|Nine Inch Nails:
With Teeth Label: Nothing/Interscope
The last time that Trent Reznor and the Nine Inch Nails contributed anything of merit to the musical landscape, it was “The Perfect Drug,” a sizzling drum-and-bass excursion for the Lost Highway soundtrack. (It was also accompanied by one of the most spectacular videos ever made.) That was in 1997, a good eight years ago. In order to gain proper perspective on just how long eight years is in the life of a musician, consider this: the Beatles released their entire catalog in less than eight years, while the Stones released Beggars Banquet, Let It Bleed, Sticky Fingers and Exile on Main St. in half that.
Sure, the business works at a more deliberate pace now than it did then, but the fact is, Reznor’s been drifting for almost a decade. His last commercial success was 1994’s The Downward Spiral, eleven years ago. Since then, he has issued the “Perfect Drug” single, a guitar-heavy double album that was universally ignored (1999’s The Fragile), and a throwaway live album (2002’s And All That Could Have Been) that smacked of contractual obligation. In fact, Johnny Cash has had more success with Trent Reznor’s material than Reznor has (“Hurt”).
There is clearly still a market for his unique blend of industrial angst – Linkin Park, after all, is a Nine Inch Nails tribute band that writes its own songs – but does Reznor still have the goods? The honest answer is, sometimes. With Teeth, co-produced by modern rock staple Alan Moulder (check your Depeche Mode albums), has moments that capture Reznor at the height of his dark, disturbed powers, but it also has moments that no man pushing 40 (he hits the big 4-0 May 17) should write in anything other than a suicide note.
Things at least start pleasantly enough. Leadoff track “All the love in the World” takes its cue from Massive Attack’s “Angel,” starting with an understated drum/bass track and slowly building into something busier and scarier. First single “The Hand That Feeds” and the title track, which is clearly an ode to heroin, also recall Reznor’s salad days. The sound is more Downward Spiral than Fragile, an organic feel that doesn’t forsake the programmed beats that made them a household name.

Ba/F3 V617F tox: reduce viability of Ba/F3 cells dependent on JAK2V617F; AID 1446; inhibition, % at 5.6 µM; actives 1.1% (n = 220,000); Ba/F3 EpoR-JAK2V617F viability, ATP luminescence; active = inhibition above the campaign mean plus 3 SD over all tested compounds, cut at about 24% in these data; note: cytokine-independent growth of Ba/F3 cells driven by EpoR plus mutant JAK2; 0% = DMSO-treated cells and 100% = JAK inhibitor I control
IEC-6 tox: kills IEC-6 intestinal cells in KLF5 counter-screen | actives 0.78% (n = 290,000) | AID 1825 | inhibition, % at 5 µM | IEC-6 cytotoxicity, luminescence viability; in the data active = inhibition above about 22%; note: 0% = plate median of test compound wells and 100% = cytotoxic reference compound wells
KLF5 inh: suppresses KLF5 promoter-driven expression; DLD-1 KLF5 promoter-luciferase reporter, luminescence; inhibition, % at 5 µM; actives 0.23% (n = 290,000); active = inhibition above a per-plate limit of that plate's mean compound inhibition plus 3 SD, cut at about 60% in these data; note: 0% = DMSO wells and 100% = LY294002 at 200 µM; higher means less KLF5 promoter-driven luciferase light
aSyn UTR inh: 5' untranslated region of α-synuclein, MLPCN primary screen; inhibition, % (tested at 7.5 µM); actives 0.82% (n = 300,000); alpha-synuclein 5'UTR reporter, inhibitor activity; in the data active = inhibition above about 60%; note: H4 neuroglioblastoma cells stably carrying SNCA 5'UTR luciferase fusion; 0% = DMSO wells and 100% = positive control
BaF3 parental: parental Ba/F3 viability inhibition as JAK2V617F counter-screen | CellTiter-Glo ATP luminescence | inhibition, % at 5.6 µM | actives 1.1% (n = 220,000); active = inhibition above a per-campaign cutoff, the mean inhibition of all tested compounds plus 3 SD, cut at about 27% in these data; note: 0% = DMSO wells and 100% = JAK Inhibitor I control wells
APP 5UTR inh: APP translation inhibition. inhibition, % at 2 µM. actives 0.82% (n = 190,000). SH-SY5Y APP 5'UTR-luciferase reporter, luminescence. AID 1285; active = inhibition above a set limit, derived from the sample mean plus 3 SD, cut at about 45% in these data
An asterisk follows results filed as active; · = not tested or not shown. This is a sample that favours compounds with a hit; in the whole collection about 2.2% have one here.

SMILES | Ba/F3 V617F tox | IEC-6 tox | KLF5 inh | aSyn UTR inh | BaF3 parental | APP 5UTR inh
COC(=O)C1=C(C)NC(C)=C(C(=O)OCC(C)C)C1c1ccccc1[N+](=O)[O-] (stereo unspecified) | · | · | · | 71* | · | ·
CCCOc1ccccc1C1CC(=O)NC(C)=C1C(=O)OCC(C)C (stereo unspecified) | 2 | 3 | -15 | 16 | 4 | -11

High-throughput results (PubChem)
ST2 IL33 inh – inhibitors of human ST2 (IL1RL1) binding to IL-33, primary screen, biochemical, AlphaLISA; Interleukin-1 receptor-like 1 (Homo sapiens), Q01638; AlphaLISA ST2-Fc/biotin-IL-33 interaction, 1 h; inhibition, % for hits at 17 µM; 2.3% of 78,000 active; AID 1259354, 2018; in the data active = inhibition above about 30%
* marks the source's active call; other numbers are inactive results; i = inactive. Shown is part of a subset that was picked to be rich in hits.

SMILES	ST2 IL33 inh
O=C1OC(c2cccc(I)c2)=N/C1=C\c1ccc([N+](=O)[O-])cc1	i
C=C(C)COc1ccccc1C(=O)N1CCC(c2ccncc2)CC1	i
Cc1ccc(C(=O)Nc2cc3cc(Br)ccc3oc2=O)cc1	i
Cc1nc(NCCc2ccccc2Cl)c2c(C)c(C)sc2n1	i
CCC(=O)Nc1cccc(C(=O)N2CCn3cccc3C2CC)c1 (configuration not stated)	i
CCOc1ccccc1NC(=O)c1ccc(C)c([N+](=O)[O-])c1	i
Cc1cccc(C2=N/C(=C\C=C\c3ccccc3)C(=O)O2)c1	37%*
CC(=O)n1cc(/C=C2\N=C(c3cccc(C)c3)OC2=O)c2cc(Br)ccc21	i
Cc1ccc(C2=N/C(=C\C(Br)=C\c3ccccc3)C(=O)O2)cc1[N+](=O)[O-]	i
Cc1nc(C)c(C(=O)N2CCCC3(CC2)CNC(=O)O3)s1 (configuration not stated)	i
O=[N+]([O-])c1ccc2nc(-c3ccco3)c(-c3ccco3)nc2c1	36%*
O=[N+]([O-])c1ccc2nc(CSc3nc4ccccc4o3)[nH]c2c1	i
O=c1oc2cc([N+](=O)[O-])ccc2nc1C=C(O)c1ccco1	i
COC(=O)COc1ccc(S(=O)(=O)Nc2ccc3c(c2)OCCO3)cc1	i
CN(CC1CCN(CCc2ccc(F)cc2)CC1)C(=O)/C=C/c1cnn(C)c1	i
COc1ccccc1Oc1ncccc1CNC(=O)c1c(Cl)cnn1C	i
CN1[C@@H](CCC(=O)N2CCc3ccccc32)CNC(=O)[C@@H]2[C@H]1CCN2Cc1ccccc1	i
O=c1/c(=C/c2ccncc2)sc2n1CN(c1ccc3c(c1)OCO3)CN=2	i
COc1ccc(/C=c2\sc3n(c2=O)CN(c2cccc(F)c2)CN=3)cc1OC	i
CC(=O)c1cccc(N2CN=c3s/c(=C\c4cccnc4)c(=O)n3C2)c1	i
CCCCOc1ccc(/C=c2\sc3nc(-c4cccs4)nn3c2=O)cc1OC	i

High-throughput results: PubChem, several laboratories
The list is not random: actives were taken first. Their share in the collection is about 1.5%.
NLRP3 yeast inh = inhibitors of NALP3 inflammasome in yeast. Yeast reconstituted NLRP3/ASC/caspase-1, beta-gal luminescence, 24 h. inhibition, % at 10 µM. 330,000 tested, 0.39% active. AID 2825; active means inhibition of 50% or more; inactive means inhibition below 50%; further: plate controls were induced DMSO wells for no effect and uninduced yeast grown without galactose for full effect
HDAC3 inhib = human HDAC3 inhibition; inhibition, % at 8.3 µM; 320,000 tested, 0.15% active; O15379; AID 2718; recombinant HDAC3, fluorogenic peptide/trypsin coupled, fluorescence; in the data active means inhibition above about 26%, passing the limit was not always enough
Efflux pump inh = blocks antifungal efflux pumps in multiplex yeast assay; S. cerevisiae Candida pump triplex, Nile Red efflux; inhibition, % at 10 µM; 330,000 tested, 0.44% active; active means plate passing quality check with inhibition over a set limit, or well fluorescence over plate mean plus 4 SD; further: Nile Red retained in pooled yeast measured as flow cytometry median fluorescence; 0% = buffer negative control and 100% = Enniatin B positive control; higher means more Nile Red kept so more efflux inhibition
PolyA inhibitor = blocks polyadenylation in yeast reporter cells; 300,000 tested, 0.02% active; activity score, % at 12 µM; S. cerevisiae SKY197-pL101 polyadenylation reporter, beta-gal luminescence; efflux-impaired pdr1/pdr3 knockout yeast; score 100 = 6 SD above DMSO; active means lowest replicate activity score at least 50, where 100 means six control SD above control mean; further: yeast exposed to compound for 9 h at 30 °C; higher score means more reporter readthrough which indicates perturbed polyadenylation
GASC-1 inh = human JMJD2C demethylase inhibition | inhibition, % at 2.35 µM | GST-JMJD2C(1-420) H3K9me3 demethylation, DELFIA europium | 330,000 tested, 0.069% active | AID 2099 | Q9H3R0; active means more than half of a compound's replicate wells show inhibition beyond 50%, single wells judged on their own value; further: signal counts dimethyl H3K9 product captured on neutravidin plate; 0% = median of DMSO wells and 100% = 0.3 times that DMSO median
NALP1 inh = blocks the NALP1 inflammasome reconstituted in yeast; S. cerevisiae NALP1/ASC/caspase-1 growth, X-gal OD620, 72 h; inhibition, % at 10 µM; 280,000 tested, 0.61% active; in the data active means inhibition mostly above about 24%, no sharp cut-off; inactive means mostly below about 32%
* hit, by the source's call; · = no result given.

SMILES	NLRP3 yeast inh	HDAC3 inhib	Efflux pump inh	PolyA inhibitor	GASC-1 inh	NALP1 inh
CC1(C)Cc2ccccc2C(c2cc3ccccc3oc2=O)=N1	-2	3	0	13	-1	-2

But for every one of With Teeth’s shining moments, there are two equally awkward ones. The pulverizing “You Know What You Are?” is a carbon copy of “Wish” (“You better take a good look ‘cause I’m full of shit / With every bit of my heart I have tried to believe in it”), while “Only” appears to be about identifying and eliminating an alter ego, but makes a pretty unconvincing argument that he succeeded in doing so. (“There is no you, there is only me,” and, later, “There is no fucking you, there is only me”.) There are jokes all over the web about a Trent Reznor lyric generator – click here for a stunning breakdown of frequently used words in NIN songs, click here for a hilarious Goth lyric generator – but it now appears that not only does a NIN generator exist, but that Reznor himself is using it.
Years ago, when making The Fragile, Reznor joked that he thought he was making a Prince record. It’s a pity he didn’t follow up on that idea, because if would have done him a world of good. First off, he could have gotten away with murder lyrically had he written something bouncy or funky to go with his venomous rants. But more importantly, that kind of change in direction would have signified that he had grown as an artist, and likely would have helped him maintain a larger portion of his steadily shrinking audience. The simple fact is, angst is a young man’s game, and seeing Reznor still wailing about his inadequacies and romantic shortcomings is becoming embarrassing. For God’s sake, man, get over it, already. After all, the majority of your fanbase has.